• The Methods Methods Results Improve Speed Higher Quality Lean Lower Costs & Sustain Performance Six Culture Change Sigma Dashboard Results Achieve BreakthroughLean vs. Six Sigma 12 .PPT All Rights Reserved, Juran Institute, Inc.
    • How to Think About Improvement The Juran Trilogy ® Plan Control Improve DFSS RCCA Lean Six Sigma Lessons Learned Sporadic Spike Breakthrough Six Sigma Chronic Waste & Beyond COPQ Time Accelerated Change Management SupportLean vs. Six Sigma 13 .PPT All Rights Reserved, Juran Institute, Inc.
    • Matching Improvement Process to Need Small Gains or Medium Large Launch New Clear Solution Gains Gains Product, Service, or Process Plan, Do, Lean & Design for Change Study, Act Six Sigma Lean Management (PDSA) DMAIC Six SigmaLean vs. Six Sigma 14 .PPT All Rights Reserved, Juran Institute, Inc.
    • Lean and Six Sigma Analyze Improve Define Measure Control Process- Process- Value Value Process Flow Pull LEAN = Improvement principles focused on dramatically improving process speed and eliminating the eight deadly wastes. Define Measure Analyze Improve Control SIX SIGMA = Breakthrough Process, Design, or Improvement Teams focused on eliminating chronic problems and reducing variation in processes.Lean vs. Six Sigma 15 .PPT All Rights Reserved, Juran Institute, Inc.
    • Lean Project Attributes Simply stated: “Lean is about moving the Mean.” It focuses on efficiency.  Lean reduces average cycle time.  Lean reduces excess inventory.  Lean improves average response time. ImprovementLean vs. Six Sigma 16 .PPT All Rights Reserved, Juran Institute, Inc.
    • Six Sigma Attributes Simply stated: “Six Sigma is about Reducing Variation.” It focuses on Effectiveness. The mean will most likely also be improved.  Decrease defect rate  Increase Process Yield ImprovementLean vs. Six Sigma 17 .PPT All Rights Reserved, Juran Institute, Inc.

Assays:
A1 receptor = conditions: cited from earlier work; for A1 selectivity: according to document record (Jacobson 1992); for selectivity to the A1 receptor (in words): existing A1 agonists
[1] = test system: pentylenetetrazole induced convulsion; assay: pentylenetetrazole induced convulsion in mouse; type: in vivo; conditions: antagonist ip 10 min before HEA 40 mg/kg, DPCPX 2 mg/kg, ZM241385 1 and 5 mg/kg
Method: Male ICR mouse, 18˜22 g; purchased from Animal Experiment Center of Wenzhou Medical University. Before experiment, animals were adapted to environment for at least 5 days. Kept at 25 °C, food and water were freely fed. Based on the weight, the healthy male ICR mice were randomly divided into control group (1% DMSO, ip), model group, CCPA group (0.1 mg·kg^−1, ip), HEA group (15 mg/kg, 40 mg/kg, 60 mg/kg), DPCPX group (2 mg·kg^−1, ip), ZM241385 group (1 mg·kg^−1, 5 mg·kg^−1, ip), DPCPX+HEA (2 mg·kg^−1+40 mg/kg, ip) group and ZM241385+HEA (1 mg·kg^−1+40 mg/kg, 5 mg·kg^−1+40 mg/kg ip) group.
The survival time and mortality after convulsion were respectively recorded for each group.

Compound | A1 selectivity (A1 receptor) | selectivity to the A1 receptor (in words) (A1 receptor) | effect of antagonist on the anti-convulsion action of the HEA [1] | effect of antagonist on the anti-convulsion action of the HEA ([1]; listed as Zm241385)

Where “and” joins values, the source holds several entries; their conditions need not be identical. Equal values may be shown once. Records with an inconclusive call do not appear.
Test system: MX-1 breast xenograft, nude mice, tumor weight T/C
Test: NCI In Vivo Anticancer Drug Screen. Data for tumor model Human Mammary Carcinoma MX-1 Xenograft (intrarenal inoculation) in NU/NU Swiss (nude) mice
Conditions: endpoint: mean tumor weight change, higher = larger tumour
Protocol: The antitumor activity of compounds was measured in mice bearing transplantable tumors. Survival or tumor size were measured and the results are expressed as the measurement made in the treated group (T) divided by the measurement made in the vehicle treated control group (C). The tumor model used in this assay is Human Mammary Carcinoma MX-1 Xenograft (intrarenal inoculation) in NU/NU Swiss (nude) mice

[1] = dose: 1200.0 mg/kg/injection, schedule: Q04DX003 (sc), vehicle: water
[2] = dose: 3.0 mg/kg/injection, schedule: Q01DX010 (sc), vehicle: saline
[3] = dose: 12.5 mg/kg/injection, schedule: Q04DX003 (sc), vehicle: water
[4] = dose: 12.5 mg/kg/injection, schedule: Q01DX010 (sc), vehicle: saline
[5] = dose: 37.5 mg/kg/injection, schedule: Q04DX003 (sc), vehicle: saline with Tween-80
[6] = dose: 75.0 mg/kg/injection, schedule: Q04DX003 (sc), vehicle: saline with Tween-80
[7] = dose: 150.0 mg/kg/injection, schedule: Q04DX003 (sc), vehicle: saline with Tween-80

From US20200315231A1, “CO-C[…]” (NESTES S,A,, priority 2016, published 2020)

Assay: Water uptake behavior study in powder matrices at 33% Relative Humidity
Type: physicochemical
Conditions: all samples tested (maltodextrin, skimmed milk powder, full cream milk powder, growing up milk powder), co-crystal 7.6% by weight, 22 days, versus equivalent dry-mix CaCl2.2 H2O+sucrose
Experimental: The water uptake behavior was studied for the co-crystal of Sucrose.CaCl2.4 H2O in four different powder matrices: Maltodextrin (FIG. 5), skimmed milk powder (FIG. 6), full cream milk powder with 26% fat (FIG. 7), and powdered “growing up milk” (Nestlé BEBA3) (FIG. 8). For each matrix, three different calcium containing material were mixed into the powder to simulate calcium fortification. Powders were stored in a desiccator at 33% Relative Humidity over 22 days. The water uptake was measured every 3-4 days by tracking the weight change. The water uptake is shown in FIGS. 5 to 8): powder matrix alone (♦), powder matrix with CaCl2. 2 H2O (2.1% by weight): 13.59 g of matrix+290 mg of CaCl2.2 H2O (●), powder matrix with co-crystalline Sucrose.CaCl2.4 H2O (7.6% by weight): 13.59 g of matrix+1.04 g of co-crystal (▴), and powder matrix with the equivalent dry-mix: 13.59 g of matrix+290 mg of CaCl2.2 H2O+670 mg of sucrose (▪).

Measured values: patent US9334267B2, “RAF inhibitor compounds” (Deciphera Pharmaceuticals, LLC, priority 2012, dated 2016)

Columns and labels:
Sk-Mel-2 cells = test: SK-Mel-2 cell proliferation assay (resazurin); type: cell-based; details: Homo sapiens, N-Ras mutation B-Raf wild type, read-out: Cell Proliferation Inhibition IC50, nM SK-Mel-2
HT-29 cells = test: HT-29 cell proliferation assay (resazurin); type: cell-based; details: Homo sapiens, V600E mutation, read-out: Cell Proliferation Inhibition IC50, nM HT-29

• Lean and Six Sigma Lean = Rapid Improvement Teams focused on dramatically improving process speed, and the elimination of the eight deadly wastes. Analyze Improve Define Measure Control IMPROVED Process- Process- Value Value Process EFFICIENCY Flow Pull Six Sigma = Breakthrough Process Improvement Teams focused on eliminating chronic problems and reducing variation in processes. IMPROVED Define Measure Analyze Improve Control EFFECTIVENESSLean vs. Six Sigma 18 .PPT All Rights Reserved, Juran Institute, Inc.
    • Lean Six Sigma Lean Six Sigma is an approach to integrating the power of Six Sigma Tools and Lean Enterprise Tools which can be applied within an organization to create the fastest rate of improvement, maximize shareholder value, and increase customer delight. Analyze Improve Define Measure Control Process- Process- Value Value Process Flow Pull Define Measure Analyze Improve ControlLean vs. Six Sigma 19 .PPT All Rights Reserved, Juran Institute, Inc.
    • Which Technique to Begin With?  It is often advantageous to begin with Lean projects. – These are easier to understand and implement.  Begin with streamlining processes and Rapid Improvement Events. – This gets the operation in good order. – Chronic problems are now easier to deal with. – “Low Hanging Fruit” is eaten.  Next, select Six Sigma projects Other Reasons to Begin Lean?Lean vs. Six Sigma 20 .PPT All Rights Reserved, Juran Institute, Inc.
    • Lean Projects Use Lean when you are trying to streamline any process and reduce process waste.  Improve assembly line throughput  Reduction in Finished Goods Inventory  Reduce the time to process new proposals  Reduce machine setup time  Improve order processing timeLean vs. Six Sigma 21 .PPT All Rights Reserved, Juran Institute, Inc.
    • Six Sigma Projects Use Six Sigma where process metrics are more difficult to collect or understand, and project success requires analysis of multiple input factors (Xs). These are often chronic problems.  Improve yield on a continuously running machine  Reduce defects on a machine with multiple inputs and machine settings  Reduce the amount of wait time for a call center  Improve the number of quality new hiresLean vs. Six Sigma 22 .PPT All Rights Reserved, Juran Institute, Inc.
    • Mixed Projects What happens when you start a Six Sigma Project and it turns into a Lean project?  It is all about the correct tools.  Use the Lean tools for project success. What happens if a Lean project turns into Six Sigma?  Depending when this is discovered, it may mean going back to utilize some Six Sigma tools before proceeding.Lean vs. Six Sigma 23 .PPT All Rights Reserved, Juran Institute, Inc.